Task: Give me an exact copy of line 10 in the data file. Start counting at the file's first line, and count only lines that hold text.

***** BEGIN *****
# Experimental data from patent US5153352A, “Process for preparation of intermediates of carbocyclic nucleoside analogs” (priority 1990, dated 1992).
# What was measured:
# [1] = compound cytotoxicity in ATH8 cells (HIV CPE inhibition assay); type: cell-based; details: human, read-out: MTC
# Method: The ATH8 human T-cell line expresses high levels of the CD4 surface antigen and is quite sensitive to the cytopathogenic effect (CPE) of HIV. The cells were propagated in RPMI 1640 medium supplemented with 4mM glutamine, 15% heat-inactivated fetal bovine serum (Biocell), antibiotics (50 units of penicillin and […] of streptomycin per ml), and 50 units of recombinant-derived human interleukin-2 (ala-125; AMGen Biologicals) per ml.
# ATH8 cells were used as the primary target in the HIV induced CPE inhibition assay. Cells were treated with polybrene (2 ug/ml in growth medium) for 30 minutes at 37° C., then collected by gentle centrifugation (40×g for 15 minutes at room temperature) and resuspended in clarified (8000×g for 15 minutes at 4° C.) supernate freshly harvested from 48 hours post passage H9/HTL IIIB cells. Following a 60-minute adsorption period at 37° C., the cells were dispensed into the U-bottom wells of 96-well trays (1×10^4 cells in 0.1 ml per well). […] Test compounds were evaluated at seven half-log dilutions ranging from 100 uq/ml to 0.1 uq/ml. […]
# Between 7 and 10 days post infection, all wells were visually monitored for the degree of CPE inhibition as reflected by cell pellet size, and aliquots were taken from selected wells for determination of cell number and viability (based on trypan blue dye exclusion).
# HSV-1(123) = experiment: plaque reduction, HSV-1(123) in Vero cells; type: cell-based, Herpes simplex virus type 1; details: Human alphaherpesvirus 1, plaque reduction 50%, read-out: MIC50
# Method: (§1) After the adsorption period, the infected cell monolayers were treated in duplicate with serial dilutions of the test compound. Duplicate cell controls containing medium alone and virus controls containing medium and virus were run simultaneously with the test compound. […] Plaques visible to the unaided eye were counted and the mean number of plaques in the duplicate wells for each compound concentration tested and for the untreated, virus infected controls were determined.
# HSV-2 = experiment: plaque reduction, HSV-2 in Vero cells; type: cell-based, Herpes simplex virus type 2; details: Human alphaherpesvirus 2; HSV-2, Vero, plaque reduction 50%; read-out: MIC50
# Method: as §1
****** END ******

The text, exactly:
# Method: as §1